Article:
This is the first I've ever heard of this. What are your sources?drivbiwire said:Truck stop fuels generally have high sales and turnover. Diesel does NOT go bad like gasoline. "Fresh Fuel" is a myth and stems from the fact that diesel fuel will absorb water which places greater risk of triggering the CDI's fuel water sensor and requiring a filter replacement.
Truck stops have some of the worst fuel filtering systems, this can lead to more frequent plugging of your CDI's fuel filter.
H-TownBenzoboy said:This is the first I've ever heard of this. What are your sources?
The expected life of a diesel fuel is indicated by the oxidation stability test ASTM D2276. The test measures how much gum and sediment will be deposited after keeping the fuel at 120°C in the presence of oxygen for 16 hours. It roughly corresponds to one year storage at 25°C. A result of less than 20mg/L of sediment and gum after the test is considered acceptable for normal diesel.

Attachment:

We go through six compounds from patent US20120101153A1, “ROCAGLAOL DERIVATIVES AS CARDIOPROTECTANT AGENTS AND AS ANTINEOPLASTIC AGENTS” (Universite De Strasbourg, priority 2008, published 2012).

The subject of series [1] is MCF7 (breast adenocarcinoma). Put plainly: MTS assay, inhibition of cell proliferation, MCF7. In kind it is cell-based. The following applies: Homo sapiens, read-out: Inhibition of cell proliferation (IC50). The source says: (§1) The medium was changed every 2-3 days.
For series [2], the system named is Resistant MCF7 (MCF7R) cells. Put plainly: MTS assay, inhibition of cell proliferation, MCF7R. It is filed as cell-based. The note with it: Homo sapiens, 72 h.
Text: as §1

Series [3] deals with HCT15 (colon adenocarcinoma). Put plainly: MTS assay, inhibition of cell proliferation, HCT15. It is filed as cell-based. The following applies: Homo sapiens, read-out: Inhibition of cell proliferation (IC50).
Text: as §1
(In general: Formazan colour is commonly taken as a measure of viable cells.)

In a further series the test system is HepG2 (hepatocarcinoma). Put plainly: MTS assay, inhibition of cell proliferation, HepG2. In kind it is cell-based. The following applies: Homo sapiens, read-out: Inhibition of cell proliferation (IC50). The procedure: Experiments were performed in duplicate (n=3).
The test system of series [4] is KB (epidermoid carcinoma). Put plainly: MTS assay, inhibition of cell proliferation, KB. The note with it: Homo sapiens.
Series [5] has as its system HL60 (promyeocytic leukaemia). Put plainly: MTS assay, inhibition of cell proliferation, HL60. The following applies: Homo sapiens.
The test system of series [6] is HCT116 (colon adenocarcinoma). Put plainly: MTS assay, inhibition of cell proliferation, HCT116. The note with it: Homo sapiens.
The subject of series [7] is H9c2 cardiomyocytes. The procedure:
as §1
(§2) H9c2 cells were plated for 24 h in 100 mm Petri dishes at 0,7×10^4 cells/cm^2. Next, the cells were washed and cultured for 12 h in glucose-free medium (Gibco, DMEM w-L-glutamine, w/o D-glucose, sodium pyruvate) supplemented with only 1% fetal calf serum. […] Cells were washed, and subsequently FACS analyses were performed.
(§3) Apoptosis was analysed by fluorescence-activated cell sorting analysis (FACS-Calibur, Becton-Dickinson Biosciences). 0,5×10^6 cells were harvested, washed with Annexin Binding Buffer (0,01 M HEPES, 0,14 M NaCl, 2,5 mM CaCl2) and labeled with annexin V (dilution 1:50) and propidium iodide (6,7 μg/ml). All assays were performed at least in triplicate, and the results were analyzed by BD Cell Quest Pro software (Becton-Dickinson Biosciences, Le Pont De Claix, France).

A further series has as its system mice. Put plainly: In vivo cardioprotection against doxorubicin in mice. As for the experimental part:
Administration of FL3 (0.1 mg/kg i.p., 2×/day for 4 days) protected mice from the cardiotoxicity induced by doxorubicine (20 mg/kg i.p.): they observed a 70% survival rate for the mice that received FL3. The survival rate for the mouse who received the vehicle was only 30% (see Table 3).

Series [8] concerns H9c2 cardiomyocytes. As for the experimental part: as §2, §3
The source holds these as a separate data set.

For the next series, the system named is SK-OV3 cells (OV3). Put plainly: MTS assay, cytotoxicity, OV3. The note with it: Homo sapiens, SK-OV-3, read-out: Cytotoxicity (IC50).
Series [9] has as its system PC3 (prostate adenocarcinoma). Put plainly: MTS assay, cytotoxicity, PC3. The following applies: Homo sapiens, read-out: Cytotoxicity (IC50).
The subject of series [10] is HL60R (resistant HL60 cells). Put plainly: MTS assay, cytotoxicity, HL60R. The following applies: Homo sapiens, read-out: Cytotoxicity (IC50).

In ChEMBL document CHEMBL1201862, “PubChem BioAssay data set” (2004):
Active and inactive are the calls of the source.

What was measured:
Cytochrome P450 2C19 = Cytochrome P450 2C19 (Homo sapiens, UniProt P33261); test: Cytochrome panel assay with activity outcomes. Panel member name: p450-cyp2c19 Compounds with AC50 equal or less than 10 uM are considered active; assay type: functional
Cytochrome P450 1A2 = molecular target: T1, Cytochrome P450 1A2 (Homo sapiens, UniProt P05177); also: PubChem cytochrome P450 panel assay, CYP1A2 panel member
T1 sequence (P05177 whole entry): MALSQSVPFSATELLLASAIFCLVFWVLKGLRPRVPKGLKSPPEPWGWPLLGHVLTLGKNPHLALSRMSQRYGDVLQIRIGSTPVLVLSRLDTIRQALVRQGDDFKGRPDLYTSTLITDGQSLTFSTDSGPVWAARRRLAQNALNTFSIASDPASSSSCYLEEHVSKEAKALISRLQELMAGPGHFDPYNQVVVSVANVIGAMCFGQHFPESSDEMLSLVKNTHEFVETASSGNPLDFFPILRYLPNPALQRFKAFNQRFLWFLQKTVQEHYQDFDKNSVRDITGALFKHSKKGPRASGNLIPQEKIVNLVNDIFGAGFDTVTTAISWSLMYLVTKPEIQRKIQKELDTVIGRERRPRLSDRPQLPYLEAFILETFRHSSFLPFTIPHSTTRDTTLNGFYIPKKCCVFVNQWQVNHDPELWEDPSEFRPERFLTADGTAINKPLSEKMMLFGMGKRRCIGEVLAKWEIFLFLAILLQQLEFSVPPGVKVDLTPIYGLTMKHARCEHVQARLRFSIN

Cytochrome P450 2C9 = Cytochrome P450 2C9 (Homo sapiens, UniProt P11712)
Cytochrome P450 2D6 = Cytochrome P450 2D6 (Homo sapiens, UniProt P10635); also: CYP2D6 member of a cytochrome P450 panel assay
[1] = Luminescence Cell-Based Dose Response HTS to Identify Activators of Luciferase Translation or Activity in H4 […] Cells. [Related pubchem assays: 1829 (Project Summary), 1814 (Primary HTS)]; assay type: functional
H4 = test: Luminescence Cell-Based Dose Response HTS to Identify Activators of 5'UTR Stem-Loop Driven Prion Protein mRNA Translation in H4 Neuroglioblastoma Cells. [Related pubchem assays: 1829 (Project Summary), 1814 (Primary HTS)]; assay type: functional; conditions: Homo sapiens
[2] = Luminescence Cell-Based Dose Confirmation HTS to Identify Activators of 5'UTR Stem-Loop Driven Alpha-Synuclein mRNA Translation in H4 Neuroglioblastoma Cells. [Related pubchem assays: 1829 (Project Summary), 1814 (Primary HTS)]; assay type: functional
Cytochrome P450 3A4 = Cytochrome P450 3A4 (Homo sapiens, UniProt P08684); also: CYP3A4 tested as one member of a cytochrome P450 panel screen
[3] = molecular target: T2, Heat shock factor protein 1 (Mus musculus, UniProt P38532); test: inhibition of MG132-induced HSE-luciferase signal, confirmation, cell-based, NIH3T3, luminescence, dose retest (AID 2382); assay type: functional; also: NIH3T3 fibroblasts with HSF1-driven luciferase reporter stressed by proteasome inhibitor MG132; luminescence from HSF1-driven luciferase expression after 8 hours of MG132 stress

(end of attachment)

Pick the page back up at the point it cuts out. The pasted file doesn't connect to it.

The ageing process can be accelerated by the following conditions:-
• Contact with zinc, copper or metal alloys containing them. These metals will quickly react with diesel fuel to form unstable compounds.
• The presence of water. Water allows the growth of fungus and bacteria, these produce natural by-products such as organic acids which make the fuel unstable.
• Exposure to high temperatures.
• Exposure to dust and dirt which contain trace elements that can destabilise the fuel, such as copper and zinc.
Again the primary concern with ALL Diesel fuel is moisture. Contact metals are less of a concern because diesel fuel is stored in Diesel specific fuel tanks where these materials are NOT used. It is accepted that diesel fuel provided moisture is kept in check has a shelf life in excess of 5 years in certain cases. Often fuels stored for stanby generation get anti-microbial dosing to prevent algea and bacterial formation in the fuel. Typically these tank systems are kept full and use a sealed tank system to prevent the absorbtion of water from the air. Also these tanks use summer fuels with maximum BTU content, this presents the problem of gelling during the colder winter months. Fuels are dosed on anti-gel additives to lower the fuels gel point.PROLONGING THE STORAGE LIFE
Issued : February 7, 2002 ADF1402
Supersedes : February 14, 2000 Page 2 of 3
A.C.N. 004 085 616
Marketing Technical Services
• Ensure that the fuel is not in contact with any surfaces containing zinc or copper or compounds containing those metals (eg. brass). If those metals are present then a metal deactivator additive may help.